The next morning, my first travel buddy and I met up with two other Fulbrighters, and we started by heading up to the Bay of Islands. Along the way, we found a gorgeous and wonderful café totally by chance (yes, I know, the universe was watching, but it felt like chance in the moment), full of yummy veggie food. Did I mention that one travel buddy is vegan and the other is vegetarian, not to mention I would prefer to eat veggie 90% of the time, and the last guy also likes veggie? It worked out well for that stop. J We also stopped at some famous toilets, decorated by mosaic and a perfect opportunity to get out of the car and stretch our legs!

The bathrooms and my travel buddies (Tom, Sunshine, Elli)

Our next stop was Waitangi, where the Treaty of Waitangi was signed, which is the “agreement” between the Maori and the Europeans. I will have a lot more to say about this after orientation, so here is just a beautiful shot of the locale, and the history will come later.

Maori war canoe overlooking the amazingly beautiful lake with a really cool tree!

The Bay of Islands was a bit like a San Diego beach town, but our hostel was nice, and we had a beautiful sunset walk. The next morning I woke up early, walked alone for a bit, and then we got on a boat to see some dolphins. My travel buddies wanted to swim with them, but that ended up not being possible because the only ones we saw had too many juveniles with them, and if people get in the water the juveniles forget to eat (too excited by the people), and they do not get their blubber layer, and they could get hypothermia – better just to stay on the boat. But we could put our heads directly over the edge of the boat and look right down into the water. It was awesome!

Then we headed back towards Auckland, with a stop at some beautiful waterfalls along the way. I mean, why not?

Back in Auckland, we bypassed the city and encountered some more kiwi hospitality. Here goes: one of our travel buddies worked at a science camp for a few weeks, met someone there who lives outside of Auckland with her parents. He asked if we could stay, and she said yes. When we arrived, however, it turned out that there just was not enough space at her parents’ house, so they sent us to their friend’s house, who not only gave us all a mattress but breakfast and my first encounter with vegemite as well. Vegemite is about the scariest looking creation in the world, but then I read the ingredients and realized it is brewer’s yeast and salt, which is chalk full of B vitamins, so I tried it. It’s salty, but not too bad. Go Brits!

Back on the road, we headed up to the Coromandel Peninsula, a much nicer beach town in my book, with a more relaxed and less surfer vibe. We found another great veggie restaurant where we had lunch and breakfast the next morning with a beautiful Dalai Lama quote on the wall – “Approach love and cooking with reckless abandon.” How true, how true. After lunch, we rented some bikes, and biked to a hiking trail, then hiked along to a beautiful lake. Then later, we hiked some more, waded through some incoming tides, and headed out to one of the Top 10 beaches in New Zealand. Getting back was a bit interesting, but we made it before the tide came in. Go us!!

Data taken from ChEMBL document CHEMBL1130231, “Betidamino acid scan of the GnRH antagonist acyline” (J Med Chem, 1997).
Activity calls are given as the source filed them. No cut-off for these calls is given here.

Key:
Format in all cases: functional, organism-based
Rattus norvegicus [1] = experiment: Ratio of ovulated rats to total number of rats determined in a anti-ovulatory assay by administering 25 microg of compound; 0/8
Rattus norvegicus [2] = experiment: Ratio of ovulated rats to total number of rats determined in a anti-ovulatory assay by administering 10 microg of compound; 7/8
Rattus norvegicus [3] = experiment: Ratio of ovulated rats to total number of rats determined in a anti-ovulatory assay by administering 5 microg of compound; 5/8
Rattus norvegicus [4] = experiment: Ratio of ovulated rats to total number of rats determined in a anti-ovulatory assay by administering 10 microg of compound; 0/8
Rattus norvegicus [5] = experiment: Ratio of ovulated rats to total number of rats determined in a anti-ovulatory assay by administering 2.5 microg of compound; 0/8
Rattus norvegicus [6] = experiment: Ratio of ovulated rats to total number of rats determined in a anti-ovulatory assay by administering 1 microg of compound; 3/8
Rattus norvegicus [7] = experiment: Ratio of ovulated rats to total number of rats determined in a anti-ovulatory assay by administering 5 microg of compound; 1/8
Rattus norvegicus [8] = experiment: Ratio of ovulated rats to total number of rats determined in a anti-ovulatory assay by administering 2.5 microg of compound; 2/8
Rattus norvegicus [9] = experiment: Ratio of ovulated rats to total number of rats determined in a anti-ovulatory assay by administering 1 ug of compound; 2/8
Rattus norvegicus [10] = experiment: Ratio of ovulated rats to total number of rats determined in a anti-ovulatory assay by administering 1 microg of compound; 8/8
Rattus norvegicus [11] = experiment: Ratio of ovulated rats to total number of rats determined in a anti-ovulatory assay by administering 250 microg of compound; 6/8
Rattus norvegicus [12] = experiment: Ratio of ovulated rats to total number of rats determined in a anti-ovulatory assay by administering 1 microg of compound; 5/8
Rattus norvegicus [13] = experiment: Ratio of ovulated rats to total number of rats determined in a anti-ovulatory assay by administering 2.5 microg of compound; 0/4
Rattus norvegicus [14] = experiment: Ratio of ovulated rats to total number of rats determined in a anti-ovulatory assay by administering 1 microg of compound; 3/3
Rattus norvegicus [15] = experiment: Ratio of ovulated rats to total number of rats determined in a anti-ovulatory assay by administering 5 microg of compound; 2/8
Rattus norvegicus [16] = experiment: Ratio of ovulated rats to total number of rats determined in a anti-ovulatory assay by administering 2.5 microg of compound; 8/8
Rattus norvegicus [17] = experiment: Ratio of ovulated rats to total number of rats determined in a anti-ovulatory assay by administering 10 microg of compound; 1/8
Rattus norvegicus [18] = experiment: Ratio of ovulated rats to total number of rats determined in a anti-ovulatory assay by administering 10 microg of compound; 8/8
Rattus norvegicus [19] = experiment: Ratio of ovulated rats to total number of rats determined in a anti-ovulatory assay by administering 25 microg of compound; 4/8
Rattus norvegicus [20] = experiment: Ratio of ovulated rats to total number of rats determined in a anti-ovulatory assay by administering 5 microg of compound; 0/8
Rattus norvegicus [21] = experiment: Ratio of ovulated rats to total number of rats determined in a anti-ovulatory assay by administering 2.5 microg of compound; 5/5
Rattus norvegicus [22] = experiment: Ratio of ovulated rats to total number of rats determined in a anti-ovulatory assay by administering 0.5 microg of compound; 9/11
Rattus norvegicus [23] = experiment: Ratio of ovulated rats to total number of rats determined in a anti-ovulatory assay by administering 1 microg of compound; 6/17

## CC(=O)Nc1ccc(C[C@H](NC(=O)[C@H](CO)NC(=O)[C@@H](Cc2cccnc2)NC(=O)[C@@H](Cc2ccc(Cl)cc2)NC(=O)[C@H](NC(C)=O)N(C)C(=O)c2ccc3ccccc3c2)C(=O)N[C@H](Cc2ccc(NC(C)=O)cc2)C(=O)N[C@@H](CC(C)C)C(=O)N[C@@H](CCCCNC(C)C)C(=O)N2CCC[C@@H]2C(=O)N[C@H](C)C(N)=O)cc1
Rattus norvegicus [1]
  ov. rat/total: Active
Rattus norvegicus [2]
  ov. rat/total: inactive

From Coromandel, we headed to Rotorua, the geothermal capital of New Zealand with a stop at some falls along the way and a beautiful beach we happened upon because we needed a rest stop (read pee break). When we arrived in Rotorua, it was hot and humid, so the other three went for a swim in Blue Lake, and I headed out on what many said was a 2-hour hike and made it back in just under an hour. It was a GORGEOUS hike through native bush around the beautiful lake, and I had a blast walking around getting rejuvenated by the trees (I do not swim if I can avoid it).

The last day of the trip we headed to the sulphur pools in the morning, which were amazing, and they overlooked the lake and the mountains, and it was misty and lovely. Then three of us headed to the Wai-O-Taupo Thermal Wonderland halfway between Rotorua and Taupo. I was not sure I wanted to go in, as it was sort of expensive, but it was well worth it. We saw pools of geothermal water that was crazy colors, much of it bubbling and steaming, and the craziest green water I have ever seen. I swear it was neon. This photo does not do it justice, but it is the best my camera could do.

From there we headed to Taupo where we sat on a beach, some swam, and then three of us walked up the river to watch crazy people jump off a platform, plummeting towards their death only to be wretched back up by a rope attached to their ankles. For added “fun” they could ask to have the rope long enough to dunk them. The other option (which sounds less scary but still probably not on my list) is the swing, where you sit in a harness, whereupon they drop you down into the same chasm (actually off the same platform at a different point), and you swing back and forth until they haul you back up. At least on the bungy, you get off on the ground.  Craziness, I tell you, but those are the adventure tourists, and Taupo is home to bungy jumping.

Finally, we ended our time together with a lovely sunset walk through Taupo, and the next morning we got up early, and drove to Wellington. Really, we got up early, got in the car, they fell asleep, and I drove to Wellington, but it was great. We got back in time to return the car before we got charged extra, and we had the day to catch up on life. Today is when Fulbright orientation starts!